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Friends? Who has time?
If you are like most family caregivers, your social life has dropped in priority as you juggle your loved one’s needs. There just aren’t enough hours in the day. It may also be that friendships are now harder to keep. Many people don’t understand the pressures of caregiving. They may tire of hearing about your challenges and drift away. Or you may feel awkward talking about your concerns, rendering relationships less fulfilling. That’s its own kind of loneliness.
Even if you live with the person you care for, you may feel isolated. A prepandemic report noted that 29% of family caregivers who live with their relative feel lonely, as compared to 16% of those who live separately. COVID has made feelings of isolation worse.
What you can do
- Schedule regular social time on your calendar. Treat it like a prescription and guard that time fiercely. Loneliness has been shown to elevate blood pressure, interrupt sleep, and intensify depression. Its health impact has been equated to smoking 15 cigarettes a day. Spending time with others is not just fluff. It’s a health priority.
- Keep it short and convenient. Ideally, talk with at least one other person every day (besides your loved one). It doesn’t have to take up a lot of time. Maybe you text a bit with a buddy. Or have a short phone call with someone who is good for some laughs. The goal is time that provides an alternative focus and genuine relief from the constant responsibilities of caring for another.
- Seek quality companions. Not all contacts have to be with trusted confidants. But you do need a roster of one to three people you can call on when the going gets rough. Maybe aim to find some new friends who are family caregivers themselves (voilà, instant relatability!). Consider joining a support group. Online groups are available and many communities have in-person groups as well.
- Maintain an identity beyond “family caregiver.” This is important not only for your mental health now, but because “caregiver” is not a permanent position. There will be a time when you are no longer providing care. If you have given all of yourself to this task, you will be even more lost when it comes to a close. Keep up with a personal interest. And if there’s a group you can join, all the better. That gives you an excuse to get out for some “me time” and a thread of continuity to carry you into the future.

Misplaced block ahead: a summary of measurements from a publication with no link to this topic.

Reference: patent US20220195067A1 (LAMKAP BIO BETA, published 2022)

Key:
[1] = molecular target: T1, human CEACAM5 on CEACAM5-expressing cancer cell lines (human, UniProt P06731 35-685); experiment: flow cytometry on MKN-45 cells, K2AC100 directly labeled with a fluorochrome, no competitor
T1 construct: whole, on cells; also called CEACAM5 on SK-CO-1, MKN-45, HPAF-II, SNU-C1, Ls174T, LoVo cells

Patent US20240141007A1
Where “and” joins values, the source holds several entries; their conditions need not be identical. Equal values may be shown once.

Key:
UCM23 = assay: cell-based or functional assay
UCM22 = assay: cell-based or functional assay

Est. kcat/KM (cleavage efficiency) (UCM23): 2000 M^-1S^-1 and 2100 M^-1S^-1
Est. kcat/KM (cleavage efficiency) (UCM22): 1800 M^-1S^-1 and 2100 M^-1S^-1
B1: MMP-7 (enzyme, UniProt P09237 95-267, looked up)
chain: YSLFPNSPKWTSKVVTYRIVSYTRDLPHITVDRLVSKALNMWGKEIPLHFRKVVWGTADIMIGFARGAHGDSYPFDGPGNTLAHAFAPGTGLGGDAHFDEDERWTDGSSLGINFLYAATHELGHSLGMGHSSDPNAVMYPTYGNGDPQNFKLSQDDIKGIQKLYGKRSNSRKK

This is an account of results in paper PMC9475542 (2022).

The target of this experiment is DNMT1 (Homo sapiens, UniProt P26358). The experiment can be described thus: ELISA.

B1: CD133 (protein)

Need a new doctor?
When choosing a new physician, it’s worth the time to do some research. The right fit is critical to your loved one’s health and well-being.
Begin by asking your loved one’s friends for their recommendations. Also ask your relative’s current doctors for input. If your relative has original Medicare, start your search at Medicare.gov. You can filter by zip code. Also, for specialty, gender, and hospital affiliation. What are your relative’s preferences? Make a list of names.
- Address limitations of insurance coverage. If your loved one has Medicare Advantage, they can select only from the doctors within their plan’s network. In that case, start your search on the plan’s website rather than on Medicare’s.
- Google the doctor. As you narrow the list, look up the contenders on Google. See what their website says about them. Their education. Their certifications. Sometimes even their philosophy of medicine or their personal hobbies. Does your loved one resonate with what’s described? Call the office to confirm the doctor is taking new patients.
- Consult watchdog sites. Next, go to the Federation of State Medical Boards (fsmb.org). It will reveal if there have been any disciplinary actions. Open Payments (cms.gov/OpenPayments) provides additional transparency. It lists research money, speaking fees, or other benefits a doctor is receiving from drug and medical device companies. In 2019, 60% of physicians reported some financial relationship with other entities.
- Check online review sites. Insights can be found on sites such as Yelp.com, Vitals.com, and Healthgrades.com. Or even Google Reviews. A balanced evaluation is not guaranteed. However, if a doctor gets consistently negative ratings across multiple sites, likely there’s an issue.
When your relative is actively dying
In the last two weeks, as a loved one is nearing death, it is natural to want to be at their side. But then, what? Especially if you have never been in this situation before, you may feel uncertain—even awkward—about what to do. The ideal is to be a calm, reassuring, and loving presence focused on keeping your relative comfortable.
- Offer ice chips or a wet washcloth to suck on to ease a dry mouth.
- Put lip balm or olive oil on dry lips to avoid chapping.
- Keep bed linens clean and dry.
- Position them on their side, with head elevated to ease breathing.
- Change their position ideally every two hours to reduce the chance of bedsores.
- Keep blankets on hand for bouts of chill and a cool, damp cloth for flashes of heat.
- Position a commode or bedpan nearby.
- Provide food or drink only if they ask for it.
- Give pain medicines as needed to remain pain free.
- Hold their hand—they can still feel.
- Tell them they are loved—they can still hear.
- Thank them for their role in your life.
- Gently offer or request forgiveness, as appropriate.
- Let them know they can let go, that you will be sad, but you will also be alright.
- Engage in rituals of your loved one’s faith.
- Quietly sing songs or pray, as they would wish.
During the last few days, families tend to gather around the bedside as a group. It may be harder for your relative to let go when surrounded by loved ones. Consider instead taking turns so that one of you is present at all times. This allows each person their private goodbyes. Also a way your relative can be monitored for comfort while providing the stillness that’s needed to pass on.Return to top